“Make sure to shop around to get the best outcome for you. There are many saving accounts and products on the market, which pay above-inflation returns, so make sure you look around to get the best deal.”


If and when the markets take a nosedive, don’t panic, don’t withdraw your money, and don’t try to time the markets warns Jamie Smith Thompson, managing director of pension advice specialist Portafina.

“Any investment timeline is littered with dips and spikes, but over time, history shows the investment will continue to grow. Investor discipline is all about riding the storm. If you have an investment period of five years, you should be able to come out of it the other side with the market recovered and positive growth on your savings.”

Meanwhile, diversification is key. “The key to riding out a recession is to ensure you diversify your assets and that your savings and investments are equally spread out,” Atkinson adds. “Only put what you can afford to lose in high-risk areas, and this way you can offset any potential losses over the long-term.”

He urges investors to carry out an investment portfolio health-check.

“It may have performed well originally, but it’s important not to become complacent and assume it is doing all the work. To protect against future stock market shocks, hold a mix of cash, fixed interest and shares spread across global markets.”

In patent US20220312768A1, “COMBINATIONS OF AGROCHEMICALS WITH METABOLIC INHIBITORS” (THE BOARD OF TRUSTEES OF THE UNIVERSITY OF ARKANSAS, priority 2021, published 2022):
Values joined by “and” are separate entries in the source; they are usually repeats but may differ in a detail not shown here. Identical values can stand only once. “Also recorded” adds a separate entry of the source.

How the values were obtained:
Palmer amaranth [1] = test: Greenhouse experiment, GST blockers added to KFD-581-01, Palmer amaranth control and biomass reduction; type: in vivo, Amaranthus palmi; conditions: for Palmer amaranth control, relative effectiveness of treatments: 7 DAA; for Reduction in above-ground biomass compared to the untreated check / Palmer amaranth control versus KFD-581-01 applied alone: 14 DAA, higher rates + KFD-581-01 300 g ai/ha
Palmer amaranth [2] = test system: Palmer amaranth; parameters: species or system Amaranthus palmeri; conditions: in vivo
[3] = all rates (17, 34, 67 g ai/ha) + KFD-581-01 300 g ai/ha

Gareth Rees, a chartered wealth manager at Gem & Co Financial Services, adds: “Many [investors] we meet have portfolios that are overexposed to the UK stock market.

“The UK represents only 6 per cent of global stock markets yet we often see 50 per cent or more invested in the UK stock market, which is known as home bias. Concentration levels such as this will compound potential losses in that market should it experience a downturn. It’s much better to have a market weighted, globally diversified portfolio to protect you as it’s much less likely everywhere will be in recession at once.”


“When we think about economic downturns, we tend to think about the impact on workers but the retired population are affected too. Historically, those who had bought an annuity had a fixed income, providing some security against recession, but with an increasing number of retirees opting for flexible drawdown the performance of the stock market is now a much bigger consideration,” says Steven Cameron, pensions director at Aegon UK.

“There are options for those in retirement looking to protect themselves against market fluctuations and relatively new solutions like drawdown with guarantees now allow retirees to remain invested in the stock market, while also giving the added security of a guaranteed income for life and access to some or all of their capital if it’s really needed.

“For those that choose the flexibility of drawdown, and remain invested in the financial markets in hope for long term gain, it’s vital to make use of the expertise of a financial adviser to benefit from the upsides as well as to help prepare for any storms on the horizon.

“A pension can play a key role in protecting you financially in times of uncertainty and advisers can play a big part in helping chose the best product, and then use it in the best way, for you and your family.”

Rees adds: “It is important to remember that economies run through cycles and a recession is a natural part of that cycle, just as we expect the seasons change.

“Reviewing your own goals-based financial plan is a really useful way to prepare for all weathers. The journey ahead may become turbulent but with proper planning you will be best placed to ride it out.”